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0100_005E In a Hollow of the Hills Bret Harte

Chapter II.

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The wood, indeed, was gone, and the whole hollow filled with the already black and dead stumps of the utterly consumed forest! More than that, from the indications before him, the catastrophe must have almost immediately followed his retreat from the hollow on the preceding night. It was evident that the fire had leaped the intervening shoulder of the spur in one of the unaccountable, but by no means rare, phenomena of this kind of disaster. The circling heights around were yet untouched; only the hollow, and the ledge of rock against which they had blundered with their horses when they were seeking the mysterious window in last evening's darkness, were calcined and destroyed. He dismounted and climbed the ledge, still warm from the spent fire. A large mass of grayish outcrop had evidently been the focus of the furnace blast of heat which must have raged for hours in this spot. He was skirting its crumbling debris when he started suddenly at a discovery which made everything else fade into utter insignificance. Before him, in a slight depression formed by a fault or lapse in the upheaved strata, lay the charred and incinerated remains of a dwelling-house leveled to the earth! Originally half hidden by a natural abattis of growing myrtle and ceanothus which covered this counter-scarp of rock towards the trail, it must have stood within a hundred feet of them during their halt!

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Even in its utter and complete obliteration by the furious furnace blast that had swept across it, there was still to be seen an unmistakable ground plan and outline of a four-roomed house. While everything that was combustible had succumbed to that intense heat, there was still enough half-fused and warped metal, fractured iron plate, and twisted and broken bars to indicate the kitchen and tool shed. Very little had, evidently, been taken away; the house and its contents were consumed where they stood. With a feeling of horror and desperation Key at last ventured to disturb two or three of the blackened heaps that lay before him. But they were only vestiges of clothing, bedding, and crockery--there was no human trace that he could detect. Nor was there any suggestion of the original condition and quality of the house, except its size: whether the ordinary unsightly cabin of frontier "partners," or some sylvan cottage--there was nothing left but the usual ignoble and unsavory ruins of burnt-out human habitation.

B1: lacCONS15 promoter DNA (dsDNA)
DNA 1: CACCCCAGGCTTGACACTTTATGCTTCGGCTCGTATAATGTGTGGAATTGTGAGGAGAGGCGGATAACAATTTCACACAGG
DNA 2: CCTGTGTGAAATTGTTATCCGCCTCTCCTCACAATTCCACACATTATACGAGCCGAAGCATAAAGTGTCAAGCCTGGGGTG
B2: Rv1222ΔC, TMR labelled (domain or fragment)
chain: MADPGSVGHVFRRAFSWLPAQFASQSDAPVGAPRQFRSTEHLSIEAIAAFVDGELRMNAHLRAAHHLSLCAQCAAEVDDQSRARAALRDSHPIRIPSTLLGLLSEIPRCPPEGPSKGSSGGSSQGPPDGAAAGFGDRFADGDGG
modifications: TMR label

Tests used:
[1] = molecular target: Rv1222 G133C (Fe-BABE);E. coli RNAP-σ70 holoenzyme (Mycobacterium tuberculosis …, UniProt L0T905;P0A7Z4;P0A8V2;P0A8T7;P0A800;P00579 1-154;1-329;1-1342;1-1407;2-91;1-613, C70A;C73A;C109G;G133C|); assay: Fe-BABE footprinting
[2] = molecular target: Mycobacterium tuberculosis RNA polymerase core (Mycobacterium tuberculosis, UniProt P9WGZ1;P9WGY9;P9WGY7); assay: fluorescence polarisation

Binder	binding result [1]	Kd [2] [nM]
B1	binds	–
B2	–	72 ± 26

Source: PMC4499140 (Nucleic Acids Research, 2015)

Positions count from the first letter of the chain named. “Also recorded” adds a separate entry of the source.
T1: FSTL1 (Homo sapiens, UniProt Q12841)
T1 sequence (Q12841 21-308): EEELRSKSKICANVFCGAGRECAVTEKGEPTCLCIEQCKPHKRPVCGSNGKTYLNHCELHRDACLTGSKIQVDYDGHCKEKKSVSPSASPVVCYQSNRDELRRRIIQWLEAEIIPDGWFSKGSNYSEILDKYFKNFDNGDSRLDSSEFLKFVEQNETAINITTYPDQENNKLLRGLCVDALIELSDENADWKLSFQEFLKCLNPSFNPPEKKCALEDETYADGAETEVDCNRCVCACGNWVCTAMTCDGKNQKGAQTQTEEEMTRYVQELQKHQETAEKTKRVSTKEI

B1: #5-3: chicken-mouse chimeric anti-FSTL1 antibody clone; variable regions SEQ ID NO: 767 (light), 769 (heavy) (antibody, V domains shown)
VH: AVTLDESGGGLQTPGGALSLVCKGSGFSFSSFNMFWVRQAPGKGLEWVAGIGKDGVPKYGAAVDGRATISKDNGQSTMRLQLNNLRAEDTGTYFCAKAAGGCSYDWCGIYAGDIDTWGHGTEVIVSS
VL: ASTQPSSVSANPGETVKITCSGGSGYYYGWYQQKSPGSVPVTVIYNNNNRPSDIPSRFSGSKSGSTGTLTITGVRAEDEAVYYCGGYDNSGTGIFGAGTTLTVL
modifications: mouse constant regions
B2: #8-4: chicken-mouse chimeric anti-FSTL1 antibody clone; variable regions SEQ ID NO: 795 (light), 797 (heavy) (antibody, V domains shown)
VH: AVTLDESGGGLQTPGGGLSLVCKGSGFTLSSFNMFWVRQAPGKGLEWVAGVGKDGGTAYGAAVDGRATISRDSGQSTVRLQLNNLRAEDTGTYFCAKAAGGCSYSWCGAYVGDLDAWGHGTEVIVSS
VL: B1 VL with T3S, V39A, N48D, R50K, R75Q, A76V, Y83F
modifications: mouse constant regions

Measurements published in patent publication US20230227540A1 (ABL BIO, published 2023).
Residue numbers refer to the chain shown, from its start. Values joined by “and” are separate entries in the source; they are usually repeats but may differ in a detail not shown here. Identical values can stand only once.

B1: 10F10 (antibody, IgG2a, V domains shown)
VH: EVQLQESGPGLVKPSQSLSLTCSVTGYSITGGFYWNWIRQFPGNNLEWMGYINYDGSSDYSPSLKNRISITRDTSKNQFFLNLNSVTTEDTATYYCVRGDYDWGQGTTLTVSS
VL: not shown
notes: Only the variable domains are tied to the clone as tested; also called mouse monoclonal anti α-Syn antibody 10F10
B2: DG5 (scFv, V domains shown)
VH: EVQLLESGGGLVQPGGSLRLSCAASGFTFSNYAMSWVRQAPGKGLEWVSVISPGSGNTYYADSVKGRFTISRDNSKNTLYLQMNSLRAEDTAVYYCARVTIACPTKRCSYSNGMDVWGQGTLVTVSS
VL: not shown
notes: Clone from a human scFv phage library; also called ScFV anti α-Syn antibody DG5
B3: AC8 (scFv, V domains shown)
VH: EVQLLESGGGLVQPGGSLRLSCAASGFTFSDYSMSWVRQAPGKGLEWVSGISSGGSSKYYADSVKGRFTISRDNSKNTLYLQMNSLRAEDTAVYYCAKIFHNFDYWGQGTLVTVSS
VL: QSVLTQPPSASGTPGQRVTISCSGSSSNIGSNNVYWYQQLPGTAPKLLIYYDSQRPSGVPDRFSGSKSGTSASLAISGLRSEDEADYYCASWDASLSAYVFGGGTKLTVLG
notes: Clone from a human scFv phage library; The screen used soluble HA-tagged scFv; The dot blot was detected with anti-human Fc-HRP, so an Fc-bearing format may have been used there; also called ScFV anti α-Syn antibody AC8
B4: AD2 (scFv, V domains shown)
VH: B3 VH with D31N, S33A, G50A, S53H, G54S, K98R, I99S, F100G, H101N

And yet its very existence was a mystery. It had been unknown at Collinson's, its nearest neighbor, and it was presumable that it was equally unknown at Skinner's. Neither he nor his companions had detected it in their first journey by day through the hollow, and only the tell-tale window at night had been a hint of what was even then so successfully concealed that they could not discover it when they had blundered against its rock foundation. For concealed it certainly was, and intentionally so. But for what purpose?

He gave his romance full play for a few minutes with this question. Some recluse, preferring the absolute simplicity of nature, or perhaps wearied with the artificialities of society, had secluded himself here with the company of his only daughter. Proficient as a pathfinder, he had easily discovered some other way of provisioning his house from the settlements than by the ordinary trails past Collinson's or Skinner's, which would have betrayed his vicinity. But recluses are not usually accompanied by young daughters, whose relations with the world, not being as antagonistic, would make them uncertain companions. Why not a wife? His presumption of the extreme youth of the face he had seen at the window was after all only based upon the slipper he had found. And if a wife, whose absolute acceptance of such confined seclusion might be equally uncertain, why not somebody else's wife? Here was a reason for concealment, and the end of an episode, not unknown even in the wilderness. And here was the work of the Nemesis who had overtaken them in their guilty contentment! The story, even to its moral, was complete. And yet it did not entirely satisfy him, so superior is the absolutely unknown to the most elaborate theory.

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In a Hollow of the Hills
Bret Harte

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